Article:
The Flickcharter Who Knew Too Much
I love the purity of impulse involved in duels on Flickchart.
Though I certainly can’t speak for everyone, I personally use the “first thought, best thought” principle when it comes to declaring a victor. You know, the method taught to us in school, to survive multiple choice tests you didn’t study for. This principle states that the first answer you think is right, is probably right. Similarly, whichever dueling movie inspires the greatest instinctive rush of affection – on a primal level, divorced from the paralysis of over-thinking – is the correct choice to win the duel. If you suddenly realize this principle is working too well, and Flickchart autopilot has resulted in an errant click, there’s always the Undo button to correct your mistakes.
However, this principle works best when you are judging the two movies without any knowledge of where they stand in your rankings. It’s by design that Flickchart withholds the current rankings of the two films in question, saving that information for after you’ve already made your choice. That’s Flickchart’s way of saying it doesn’t want your decisions to be biased by outside information. Just compare the two movies on their own merits, as if it were your very first duel.
But the more obsessed we become with Flickchart, the more familiar we become with where our films are ranked. And that’s especially the case with the top 20, which are forever listed in plain sight on the left side of the screen. In fact, those 20 films become so hallowed, so precious, that they can invite fits of over-thinking, the kind we said we’re trying to avoid. Instead of trying to really figure out which film I like better, I start trying to figure out if Movie X really deserves a place in my top 20 – a place it would secure it if defeated Movie Y.
Let’s take a recent duel between Moon and Dances With Wolves. Moon – the brilliant sci-fi film starring Sam Rockwell and directed by David Bowie’s son, Duncan Jones – was my favorite film of 2009. I giddily talked it up to anyone who would listen and counted the days until it was available on DVD, at which point, I bought it. I can’t see into the future, but it’s reasonable to assume my love affair with Moon was at an all-time high when it came up against Dances With Wolves, which was ranked #10 at the time. (Moon was ranked in the 200s). If I were a revisionist historian, and chose to remember only what Kevin Costner went on to become, I wouldn’t have hesitated about choosing Moon. But I’m not, and I remember that Dances With Wolves was a terrific film.
Still, I’d seen it only once, within a year or two of its 1990 release, and when faced with this choice, every impulse in my body told me to choose Moon. I was in the throes of out-and-out infatuation with Moon, while Dances With Wolves was, at best, an old girlfriend I thought of fondly on occasion. But Flickchart doesn’t lie, and I decided that the #10 ranking of Dances With Wolves gave it an inherent value that I couldn’t dispute. A value that had stood the test of time, nearly two decades since its release. Meanwhile, Moon was just a hot young upstart, released only last June. Could I really be so quick to elevate Moon to these dizzying heights? Had it earned the #10 ranking?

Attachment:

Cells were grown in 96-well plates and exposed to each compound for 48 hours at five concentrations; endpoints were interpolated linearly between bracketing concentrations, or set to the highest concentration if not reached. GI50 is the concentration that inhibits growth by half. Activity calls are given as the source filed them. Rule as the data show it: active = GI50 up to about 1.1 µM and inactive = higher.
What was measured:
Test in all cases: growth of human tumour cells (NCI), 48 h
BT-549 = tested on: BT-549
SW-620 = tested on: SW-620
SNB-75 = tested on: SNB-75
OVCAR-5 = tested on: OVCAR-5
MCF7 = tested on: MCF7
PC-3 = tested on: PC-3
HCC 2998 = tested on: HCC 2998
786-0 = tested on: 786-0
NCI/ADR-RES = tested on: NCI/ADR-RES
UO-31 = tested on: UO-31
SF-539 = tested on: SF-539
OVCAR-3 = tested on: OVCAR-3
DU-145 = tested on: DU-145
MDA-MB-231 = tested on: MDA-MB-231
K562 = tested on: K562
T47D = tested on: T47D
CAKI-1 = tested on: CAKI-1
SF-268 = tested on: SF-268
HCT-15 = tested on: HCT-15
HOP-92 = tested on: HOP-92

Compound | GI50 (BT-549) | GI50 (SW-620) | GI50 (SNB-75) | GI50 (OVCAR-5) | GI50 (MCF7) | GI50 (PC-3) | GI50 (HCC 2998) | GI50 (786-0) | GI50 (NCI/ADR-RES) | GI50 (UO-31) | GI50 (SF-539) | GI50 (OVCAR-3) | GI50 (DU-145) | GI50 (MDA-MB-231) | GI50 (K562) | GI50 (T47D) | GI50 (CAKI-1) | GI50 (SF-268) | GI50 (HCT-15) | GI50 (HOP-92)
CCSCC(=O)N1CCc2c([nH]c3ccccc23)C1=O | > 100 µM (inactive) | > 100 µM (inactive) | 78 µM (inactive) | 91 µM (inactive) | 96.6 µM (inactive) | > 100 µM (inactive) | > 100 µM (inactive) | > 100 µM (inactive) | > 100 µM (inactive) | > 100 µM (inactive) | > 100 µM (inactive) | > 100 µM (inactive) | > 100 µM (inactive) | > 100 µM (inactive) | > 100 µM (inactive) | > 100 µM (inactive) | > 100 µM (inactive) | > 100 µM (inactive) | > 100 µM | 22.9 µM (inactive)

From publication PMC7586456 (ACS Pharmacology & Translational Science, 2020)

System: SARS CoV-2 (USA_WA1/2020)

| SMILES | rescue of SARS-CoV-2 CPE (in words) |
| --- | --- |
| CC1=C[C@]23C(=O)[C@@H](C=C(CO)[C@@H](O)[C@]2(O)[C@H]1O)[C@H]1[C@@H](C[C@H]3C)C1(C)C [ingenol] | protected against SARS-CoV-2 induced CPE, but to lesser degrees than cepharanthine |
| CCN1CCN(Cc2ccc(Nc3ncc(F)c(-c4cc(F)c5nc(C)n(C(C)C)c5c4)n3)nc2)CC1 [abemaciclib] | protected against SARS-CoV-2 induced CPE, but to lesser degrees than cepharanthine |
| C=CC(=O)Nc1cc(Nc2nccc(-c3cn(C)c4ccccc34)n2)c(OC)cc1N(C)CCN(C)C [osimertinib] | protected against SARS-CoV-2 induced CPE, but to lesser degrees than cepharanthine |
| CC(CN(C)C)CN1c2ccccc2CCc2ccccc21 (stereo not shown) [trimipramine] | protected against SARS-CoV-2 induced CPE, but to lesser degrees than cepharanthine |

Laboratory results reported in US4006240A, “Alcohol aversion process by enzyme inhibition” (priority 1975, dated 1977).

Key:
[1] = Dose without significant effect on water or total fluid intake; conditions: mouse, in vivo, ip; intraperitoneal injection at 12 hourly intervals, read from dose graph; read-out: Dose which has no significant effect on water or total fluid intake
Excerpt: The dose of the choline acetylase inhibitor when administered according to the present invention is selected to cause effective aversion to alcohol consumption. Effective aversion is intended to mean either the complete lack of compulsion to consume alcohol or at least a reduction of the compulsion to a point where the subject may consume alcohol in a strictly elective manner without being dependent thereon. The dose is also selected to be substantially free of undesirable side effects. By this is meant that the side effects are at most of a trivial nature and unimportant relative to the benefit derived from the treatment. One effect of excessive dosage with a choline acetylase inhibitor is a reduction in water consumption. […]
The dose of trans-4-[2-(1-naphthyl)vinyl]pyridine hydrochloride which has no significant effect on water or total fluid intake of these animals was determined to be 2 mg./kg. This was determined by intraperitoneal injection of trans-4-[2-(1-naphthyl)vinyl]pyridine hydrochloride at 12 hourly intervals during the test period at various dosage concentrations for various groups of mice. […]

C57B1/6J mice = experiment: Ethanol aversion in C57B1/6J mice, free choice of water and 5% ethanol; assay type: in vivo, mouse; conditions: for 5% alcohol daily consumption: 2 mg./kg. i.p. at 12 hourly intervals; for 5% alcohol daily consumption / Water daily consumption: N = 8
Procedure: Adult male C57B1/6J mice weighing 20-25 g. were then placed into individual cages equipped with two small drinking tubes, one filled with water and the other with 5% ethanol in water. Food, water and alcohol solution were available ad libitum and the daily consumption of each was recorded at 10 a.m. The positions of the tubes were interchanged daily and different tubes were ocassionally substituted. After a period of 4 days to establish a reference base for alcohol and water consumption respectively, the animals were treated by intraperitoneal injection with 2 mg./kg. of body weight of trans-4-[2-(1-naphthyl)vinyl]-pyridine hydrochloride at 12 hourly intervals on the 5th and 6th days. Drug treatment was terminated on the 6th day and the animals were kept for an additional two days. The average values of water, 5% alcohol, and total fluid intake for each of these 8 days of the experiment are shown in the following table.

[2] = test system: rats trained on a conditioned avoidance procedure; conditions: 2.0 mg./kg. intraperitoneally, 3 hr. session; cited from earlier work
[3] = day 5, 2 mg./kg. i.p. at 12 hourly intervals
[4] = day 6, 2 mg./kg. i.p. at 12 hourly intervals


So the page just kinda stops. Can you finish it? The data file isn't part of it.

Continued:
Cooler heads ended up prevailing. I shut down my impulses and gave Dances With Wolves the victory. I decided that I was showing exceptional wisdom by selecting a stalwart epic, instead of being wooed by the flavor of the week.
But if Dances With Wolves had been ranked at #37 instead of #10, this duel might have turned out differently. When you come right down to it, I was really rendering a judgment not on Dances With Wolves, but on Moon. By being ranked where it was, Dances With Wolves was thrust into the unwitting position of having to defend my top 20 against attacks from unproven films. I could have much more easily endorsed the idea of Moon jumping to #37 than to #10.
So 100% purity isn’t always going to be possible in Flickchart. But that’s why there are always more duels. It’ll all even out over time. In fact, in the couple months since this duel, both films have approached the rankings they actually deserve: Dances With Wolves at #21, Moon at #28. It sits with me better to have Moon creeping up on my top 20, rather than just jumping straight to #10.
The first thought may be the best thought, but the second thought is sometimes the best defense.
This post is part of our User Showcase series. You can find Derek as derekarm on Flickchart, and at his blog: The Audient. If you’re interested to submit your own story or article describing your thoughts about movies and Flickchart, read our original post for how to become a guest writer here on the Flickchart Blog.